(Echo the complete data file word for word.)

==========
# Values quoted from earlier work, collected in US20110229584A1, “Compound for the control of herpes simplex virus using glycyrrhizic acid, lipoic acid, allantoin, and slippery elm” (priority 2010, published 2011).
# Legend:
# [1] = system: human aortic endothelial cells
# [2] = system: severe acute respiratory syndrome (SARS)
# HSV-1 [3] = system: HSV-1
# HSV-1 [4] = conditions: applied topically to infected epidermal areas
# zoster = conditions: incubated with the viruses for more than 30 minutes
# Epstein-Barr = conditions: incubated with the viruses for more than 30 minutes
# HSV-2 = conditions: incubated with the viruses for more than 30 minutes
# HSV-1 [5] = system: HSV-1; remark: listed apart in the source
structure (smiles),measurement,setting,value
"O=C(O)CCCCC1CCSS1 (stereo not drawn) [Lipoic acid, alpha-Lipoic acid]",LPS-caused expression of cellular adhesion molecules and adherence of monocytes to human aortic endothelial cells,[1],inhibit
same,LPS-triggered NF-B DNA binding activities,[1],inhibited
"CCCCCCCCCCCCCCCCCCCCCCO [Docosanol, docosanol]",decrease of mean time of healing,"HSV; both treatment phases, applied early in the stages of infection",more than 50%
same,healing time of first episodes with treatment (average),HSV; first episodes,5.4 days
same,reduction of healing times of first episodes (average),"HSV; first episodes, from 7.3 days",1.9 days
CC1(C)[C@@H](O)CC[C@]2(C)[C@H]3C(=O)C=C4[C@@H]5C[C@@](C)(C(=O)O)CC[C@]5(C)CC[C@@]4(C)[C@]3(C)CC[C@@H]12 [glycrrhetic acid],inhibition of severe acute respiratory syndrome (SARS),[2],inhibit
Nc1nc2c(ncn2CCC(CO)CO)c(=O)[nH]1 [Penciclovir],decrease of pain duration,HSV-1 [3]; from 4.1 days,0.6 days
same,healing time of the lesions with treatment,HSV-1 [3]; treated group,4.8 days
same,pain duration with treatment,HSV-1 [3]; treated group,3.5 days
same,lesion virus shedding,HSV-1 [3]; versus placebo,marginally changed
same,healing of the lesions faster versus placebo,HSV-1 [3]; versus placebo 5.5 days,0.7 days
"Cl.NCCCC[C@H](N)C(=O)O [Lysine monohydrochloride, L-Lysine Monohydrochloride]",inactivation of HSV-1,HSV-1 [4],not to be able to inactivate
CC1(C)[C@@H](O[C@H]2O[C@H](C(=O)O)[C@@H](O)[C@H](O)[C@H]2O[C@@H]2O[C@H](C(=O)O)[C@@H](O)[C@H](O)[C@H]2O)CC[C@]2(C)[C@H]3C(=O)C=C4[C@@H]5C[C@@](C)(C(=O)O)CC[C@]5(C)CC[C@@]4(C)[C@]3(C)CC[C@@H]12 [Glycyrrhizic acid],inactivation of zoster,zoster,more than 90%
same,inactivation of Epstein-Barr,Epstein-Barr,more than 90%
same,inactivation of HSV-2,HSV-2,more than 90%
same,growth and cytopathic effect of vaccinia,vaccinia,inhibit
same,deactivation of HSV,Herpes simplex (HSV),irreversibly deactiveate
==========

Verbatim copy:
# Values quoted from earlier work, collected in US20110229584A1, “Compound for the control of herpes simplex virus using glycyrrhizic acid, lipoic acid, allantoin, and slippery elm” (priority 2010, published 2011).
# Legend:
# [1] = system: human aortic endothelial cells
# [2] = system: severe acute respiratory syndrome (SARS)
# HSV-1 [3] = system: HSV-1
# HSV-1 [4] = conditions: applied topically to infected epidermal areas
# zoster = conditions: incubated with the viruses for more than 30 minutes
# Epstein-Barr = conditions: incubated with the viruses for more than 30 minutes
# HSV-2 = conditions: incubated with the viruses for more than 30 minutes
# HSV-1 [5] = system: HSV-1; remark: listed apart in the source
structure (smiles),measurement,setting,value
"O=C(O)CCCCC1CCSS1 (stereo not drawn) [Lipoic acid, alpha-Lipoic acid]",LPS-caused expression of cellular adhesion molecules and adherence of monocytes to human aortic endothelial cells,[1],inhibit
same,LPS-triggered NF-B DNA binding activities,[1],inhibited
"CCCCCCCCCCCCCCCCCCCCCCO [Docosanol, docosanol]",decrease of mean time of healing,"HSV; both treatment phases, applied early in the stages of infection",more than 50%
same,healing time of first episodes with treatment (average),HSV; first episodes,5.4 days
same,reduction of healing times of first episodes (average),"HSV; first episodes, from 7.3 days",1.9 days
CC1(C)[C@@H](O)CC[C@]2(C)[C@H]3C(=O)C=C4[C@@H]5C[C@@](C)(C(=O)O)CC[C@]5(C)CC[C@@]4(C)[C@]3(C)CC[C@@H]12 [glycrrhetic acid],inhibition of severe acute respiratory syndrome (SARS),[2],inhibit
Nc1nc2c(ncn2CCC(CO)CO)c(=O)[nH]1 [Penciclovir],decrease of pain duration,HSV-1 [3]; from 4.1 days,0.6 days
same,healing time of the lesions with treatment,HSV-1 [3]; treated group,4.8 days
same,pain duration with treatment,HSV-1 [3]; treated group,3.5 days
same,lesion virus shedding,HSV-1 [3]; versus placebo,marginally changed
same,healing of the lesions faster versus placebo,HSV-1 [3]; versus placebo 5.5 days,0.7 days
"Cl.NCCCC[C@H](N)C(=O)O [Lysine monohydrochloride, L-Lysine Monohydrochloride]",inactivation of HSV-1,HSV-1 [4],not to be able to inactivate
CC1(C)[C@@H](O[C@H]2O[C@H](C(=O)O)[C@@H](O)[C@H](O)[C@H]2O[C@@H]2O[C@H](C(=O)O)[C@@H](O)[C@H](O)[C@H]2O)CC[C@]2(C)[C@H]3C(=O)C=C4[C@@H]5C[C@@](C)(C(=O)O)CC[C@]5(C)CC[C@@]4(C)[C@]3(C)CC[C@@H]12 [Glycyrrhizic acid],inactivation of zoster,zoster,more than 90%
same,inactivation of Epstein-Barr,Epstein-Barr,more than 90%
same,inactivation of HSV-2,HSV-2,more than 90%
same,growth and cytopathic effect of vaccinia,vaccinia,inhibit
same,deactivation of HSV,Herpes simplex (HSV),irreversibly deactiveate